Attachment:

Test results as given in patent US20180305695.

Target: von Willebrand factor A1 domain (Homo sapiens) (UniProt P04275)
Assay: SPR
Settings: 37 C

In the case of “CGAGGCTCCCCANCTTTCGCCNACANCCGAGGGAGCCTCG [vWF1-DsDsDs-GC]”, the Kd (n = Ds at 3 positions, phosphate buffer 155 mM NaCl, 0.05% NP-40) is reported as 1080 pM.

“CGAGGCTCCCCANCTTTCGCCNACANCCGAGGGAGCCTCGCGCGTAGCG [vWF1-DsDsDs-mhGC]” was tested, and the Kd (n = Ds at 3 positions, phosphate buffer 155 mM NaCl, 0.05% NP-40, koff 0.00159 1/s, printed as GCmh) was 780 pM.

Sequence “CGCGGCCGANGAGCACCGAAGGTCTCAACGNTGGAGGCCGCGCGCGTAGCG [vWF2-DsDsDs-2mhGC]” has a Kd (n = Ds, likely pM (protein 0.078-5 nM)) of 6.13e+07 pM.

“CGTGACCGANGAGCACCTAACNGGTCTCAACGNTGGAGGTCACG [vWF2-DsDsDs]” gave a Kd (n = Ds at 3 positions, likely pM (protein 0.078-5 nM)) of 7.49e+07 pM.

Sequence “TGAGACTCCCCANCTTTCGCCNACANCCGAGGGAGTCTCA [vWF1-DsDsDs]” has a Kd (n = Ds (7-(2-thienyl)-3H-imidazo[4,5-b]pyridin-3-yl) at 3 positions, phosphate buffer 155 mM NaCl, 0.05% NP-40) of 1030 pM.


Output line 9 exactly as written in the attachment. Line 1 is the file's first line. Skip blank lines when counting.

Sequence “TGAGACTCCCCANCTTTCGCCNACANCCGAGGGAGTCTCA [vWF1-DsDsDs]” has a Kd (n = Ds (7-(2-thienyl)-3H-imidazo[4,5-b]pyridin-3-yl) at 3 positions, phosphate buffer 155 mM NaCl, 0.05% NP-40) of 1030 pM.